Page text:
What de Waal came away with was a conviction that Diana, who was barely 20 when she and Charles married, “was a wonderfully sensitive young human being,” and that “the ways that pressure and isolation and loneliness can affect a person — and then to see them overcome those challenges and do something extraordinary with their life — is a brilliant and amazing story.”
“It’s a pleasure to dive into and really explore those parts of your own emotions, and see how you can tap into those and connect.”
For director Ashley, a big part of the motivation for creating “Diana” has been that “I think she was an extraordinarily transformational, inspirational woman.”
Through her work to raise awareness of such issues as the AIDS crisis and the perils of abandoned land mines, says Ashley, Diana “really used the white-hot spotlight that was on her in such productive ways to call attention to charities that really needed help.”
And “it’s also a great time to tell a story of a woman who finds her voice and finds her power the way Diana did.”
The many dimensions of Diana
On the face of it there seems a surprising contrast between that serious-minded Diana and the one whose favorite quote (according to her son, Harry) was: “You can be as naughty as you want — just don’t get caught.”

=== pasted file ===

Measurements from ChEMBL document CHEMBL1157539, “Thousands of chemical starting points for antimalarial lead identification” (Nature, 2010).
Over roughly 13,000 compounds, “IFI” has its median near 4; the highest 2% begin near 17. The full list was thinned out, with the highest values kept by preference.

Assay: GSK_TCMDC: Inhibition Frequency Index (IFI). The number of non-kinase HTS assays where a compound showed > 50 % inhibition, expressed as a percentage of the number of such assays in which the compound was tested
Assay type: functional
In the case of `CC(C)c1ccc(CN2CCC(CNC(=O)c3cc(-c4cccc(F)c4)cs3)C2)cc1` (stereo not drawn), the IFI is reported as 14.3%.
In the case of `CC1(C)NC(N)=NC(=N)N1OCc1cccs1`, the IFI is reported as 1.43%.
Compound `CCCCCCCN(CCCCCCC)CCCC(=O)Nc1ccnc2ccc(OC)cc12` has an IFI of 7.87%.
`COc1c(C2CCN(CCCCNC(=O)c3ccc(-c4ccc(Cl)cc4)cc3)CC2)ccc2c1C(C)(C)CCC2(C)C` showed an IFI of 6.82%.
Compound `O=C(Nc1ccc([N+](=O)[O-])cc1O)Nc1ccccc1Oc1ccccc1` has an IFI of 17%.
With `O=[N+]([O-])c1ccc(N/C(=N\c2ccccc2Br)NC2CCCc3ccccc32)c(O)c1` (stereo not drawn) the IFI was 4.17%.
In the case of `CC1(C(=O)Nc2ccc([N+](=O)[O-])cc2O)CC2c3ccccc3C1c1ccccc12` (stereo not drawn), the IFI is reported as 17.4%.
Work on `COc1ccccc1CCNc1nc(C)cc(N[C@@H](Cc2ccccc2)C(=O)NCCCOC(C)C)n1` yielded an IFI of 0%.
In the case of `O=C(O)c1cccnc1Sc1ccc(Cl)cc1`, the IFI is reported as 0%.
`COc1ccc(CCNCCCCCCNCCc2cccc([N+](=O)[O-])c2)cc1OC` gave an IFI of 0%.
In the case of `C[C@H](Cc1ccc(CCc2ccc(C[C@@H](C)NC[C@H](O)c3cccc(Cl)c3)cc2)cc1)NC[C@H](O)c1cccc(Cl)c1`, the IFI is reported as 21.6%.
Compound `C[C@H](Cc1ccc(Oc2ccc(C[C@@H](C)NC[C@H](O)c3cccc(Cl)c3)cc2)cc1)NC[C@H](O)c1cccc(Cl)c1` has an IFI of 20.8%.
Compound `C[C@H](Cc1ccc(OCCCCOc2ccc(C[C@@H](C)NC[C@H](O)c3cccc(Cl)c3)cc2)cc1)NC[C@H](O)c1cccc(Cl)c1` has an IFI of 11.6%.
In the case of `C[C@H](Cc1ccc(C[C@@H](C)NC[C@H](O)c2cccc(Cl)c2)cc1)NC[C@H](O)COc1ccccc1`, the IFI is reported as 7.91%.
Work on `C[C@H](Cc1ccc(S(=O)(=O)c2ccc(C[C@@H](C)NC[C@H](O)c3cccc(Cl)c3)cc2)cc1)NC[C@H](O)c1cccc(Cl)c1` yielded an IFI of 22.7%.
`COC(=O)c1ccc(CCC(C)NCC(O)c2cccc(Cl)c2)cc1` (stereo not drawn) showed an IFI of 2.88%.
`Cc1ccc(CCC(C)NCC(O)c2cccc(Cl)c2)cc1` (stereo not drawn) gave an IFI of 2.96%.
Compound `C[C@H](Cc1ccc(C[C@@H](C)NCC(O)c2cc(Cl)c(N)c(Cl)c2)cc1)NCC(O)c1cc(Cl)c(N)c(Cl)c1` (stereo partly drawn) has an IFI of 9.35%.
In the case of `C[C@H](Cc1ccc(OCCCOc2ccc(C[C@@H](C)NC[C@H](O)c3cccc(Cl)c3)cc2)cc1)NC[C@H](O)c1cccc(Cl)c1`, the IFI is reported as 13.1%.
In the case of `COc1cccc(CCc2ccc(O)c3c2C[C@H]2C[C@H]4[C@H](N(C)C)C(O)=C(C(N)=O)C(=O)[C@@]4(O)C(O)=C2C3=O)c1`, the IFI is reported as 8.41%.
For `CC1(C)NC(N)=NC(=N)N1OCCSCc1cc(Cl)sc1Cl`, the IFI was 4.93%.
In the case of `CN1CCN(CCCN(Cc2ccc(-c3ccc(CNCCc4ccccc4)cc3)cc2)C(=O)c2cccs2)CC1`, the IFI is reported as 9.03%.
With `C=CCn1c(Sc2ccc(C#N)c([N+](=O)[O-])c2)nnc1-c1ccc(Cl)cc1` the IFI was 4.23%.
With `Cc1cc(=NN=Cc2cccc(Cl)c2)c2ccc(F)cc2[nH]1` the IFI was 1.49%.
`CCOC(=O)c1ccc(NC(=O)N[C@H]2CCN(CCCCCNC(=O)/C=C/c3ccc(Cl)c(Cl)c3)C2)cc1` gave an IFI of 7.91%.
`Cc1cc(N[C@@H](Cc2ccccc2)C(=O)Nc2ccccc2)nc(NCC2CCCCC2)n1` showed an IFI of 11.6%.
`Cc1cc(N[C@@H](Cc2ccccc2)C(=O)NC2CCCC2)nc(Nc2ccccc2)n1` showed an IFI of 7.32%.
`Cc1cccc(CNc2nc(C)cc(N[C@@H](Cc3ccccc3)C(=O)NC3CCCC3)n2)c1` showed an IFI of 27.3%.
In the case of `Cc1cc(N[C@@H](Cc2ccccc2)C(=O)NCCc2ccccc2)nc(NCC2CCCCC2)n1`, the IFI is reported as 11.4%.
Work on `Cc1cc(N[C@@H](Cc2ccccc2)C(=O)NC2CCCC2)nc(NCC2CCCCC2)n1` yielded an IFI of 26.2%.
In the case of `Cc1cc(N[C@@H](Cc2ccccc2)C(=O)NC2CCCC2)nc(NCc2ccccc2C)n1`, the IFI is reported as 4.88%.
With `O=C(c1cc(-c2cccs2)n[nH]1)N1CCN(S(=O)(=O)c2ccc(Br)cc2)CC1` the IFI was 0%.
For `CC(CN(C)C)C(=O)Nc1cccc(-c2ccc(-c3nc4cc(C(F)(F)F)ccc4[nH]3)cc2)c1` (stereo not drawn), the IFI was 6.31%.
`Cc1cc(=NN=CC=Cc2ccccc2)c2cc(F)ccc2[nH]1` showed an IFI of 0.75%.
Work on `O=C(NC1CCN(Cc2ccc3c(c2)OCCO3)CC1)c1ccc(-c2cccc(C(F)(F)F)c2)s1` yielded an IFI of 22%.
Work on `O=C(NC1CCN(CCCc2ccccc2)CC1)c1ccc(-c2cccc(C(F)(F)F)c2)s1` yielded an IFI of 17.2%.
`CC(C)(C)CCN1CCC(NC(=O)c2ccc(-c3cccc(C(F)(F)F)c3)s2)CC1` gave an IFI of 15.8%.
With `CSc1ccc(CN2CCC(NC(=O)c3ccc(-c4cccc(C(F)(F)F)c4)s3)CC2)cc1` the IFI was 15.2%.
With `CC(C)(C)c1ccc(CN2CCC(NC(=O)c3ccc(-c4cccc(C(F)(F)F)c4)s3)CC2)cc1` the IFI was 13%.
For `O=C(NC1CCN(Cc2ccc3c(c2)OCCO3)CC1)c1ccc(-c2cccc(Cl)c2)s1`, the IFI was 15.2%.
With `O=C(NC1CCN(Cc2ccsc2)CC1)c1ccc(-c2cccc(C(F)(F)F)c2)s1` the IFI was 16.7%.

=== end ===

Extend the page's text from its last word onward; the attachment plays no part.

But to de Waal, those are really two sides of the same coin.
“I think there are contrasts, but I think they’re also linked,” says de Waal, whose Broadway credits include “Kinky Boots” and “American Idiot.”
“When she was doing her work with (causes), it was all about connection. And playfulness IS connection, right? There is an element of fun or silliness to it.
“And I think that even though she brought a great sense of gravitas to the work she did by shining a light on it, she wasn’t lecturing people. She was making them laugh and making them smile. She discovered how to use her natural skill, that playfulness, for a greater cause.”
De Waal adds that Diana “was put into a circumstance where she had a clearly defined set of rules, and was very willing and enthusiastic to please the people around her. And she had to find that balance of serving her own voice rather than always serving the voices of others.
“I think the positive of living like that is the empathy and the kindness and the love you can make people around you feel. And I think that’s something in her personality I’ve tried to emulate and take on, and really be aware of how much value there is in listening to the nuances and the subtleties of day-to-day interactions.”
De Waal — whose “Diana” cast mates include two-time Tony Award winner Judy Kaye as Queen Elizabeth, Roe Hartrampf as Charles and Erin Davie as Camilla — says the team has “been very clear that we’re not making a documentary. We’re making a musical.”